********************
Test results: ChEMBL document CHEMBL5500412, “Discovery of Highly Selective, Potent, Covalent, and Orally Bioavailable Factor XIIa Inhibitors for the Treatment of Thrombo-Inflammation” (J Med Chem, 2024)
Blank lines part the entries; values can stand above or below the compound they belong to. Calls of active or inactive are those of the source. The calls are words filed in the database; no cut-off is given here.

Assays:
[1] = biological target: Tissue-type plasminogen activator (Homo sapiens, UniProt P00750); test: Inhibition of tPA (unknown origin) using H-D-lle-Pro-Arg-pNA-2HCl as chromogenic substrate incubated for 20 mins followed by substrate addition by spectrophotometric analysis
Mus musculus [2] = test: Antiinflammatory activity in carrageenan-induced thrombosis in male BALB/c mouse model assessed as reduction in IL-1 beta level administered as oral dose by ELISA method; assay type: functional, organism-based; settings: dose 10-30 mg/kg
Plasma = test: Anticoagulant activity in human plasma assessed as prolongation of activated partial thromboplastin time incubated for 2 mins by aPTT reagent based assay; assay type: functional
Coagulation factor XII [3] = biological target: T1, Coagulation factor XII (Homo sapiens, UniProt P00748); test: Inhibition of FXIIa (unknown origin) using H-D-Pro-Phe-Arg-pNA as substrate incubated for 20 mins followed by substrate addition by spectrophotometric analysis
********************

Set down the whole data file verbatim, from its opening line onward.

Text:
Test results: ChEMBL document CHEMBL5500412, “Discovery of Highly Selective, Potent, Covalent, and Orally Bioavailable Factor XIIa Inhibitors for the Treatment of Thrombo-Inflammation” (J Med Chem, 2024)
Blank lines part the entries; values can stand above or below the compound they belong to. Calls of active or inactive are those of the source. The calls are words filed in the database; no cut-off is given here.

Assays:
[1] = biological target: Tissue-type plasminogen activator (Homo sapiens, UniProt P00750); test: Inhibition of tPA (unknown origin) using H-D-lle-Pro-Arg-pNA-2HCl as chromogenic substrate incubated for 20 mins followed by substrate addition by spectrophotometric analysis
Mus musculus [2] = test: Antiinflammatory activity in carrageenan-induced thrombosis in male BALB/c mouse model assessed as reduction in IL-1 beta level administered as oral dose by ELISA method; assay type: functional, organism-based; settings: dose 10-30 mg/kg
Plasma = test: Anticoagulant activity in human plasma assessed as prolongation of activated partial thromboplastin time incubated for 2 mins by aPTT reagent based assay; assay type: functional
Coagulation factor XII [3] = biological target: T1, Coagulation factor XII (Homo sapiens, UniProt P00748); test: Inhibition of FXIIa (unknown origin) using H-D-Pro-Phe-Arg-pNA as substrate incubated for 20 mins followed by substrate addition by spectrophotometric analysis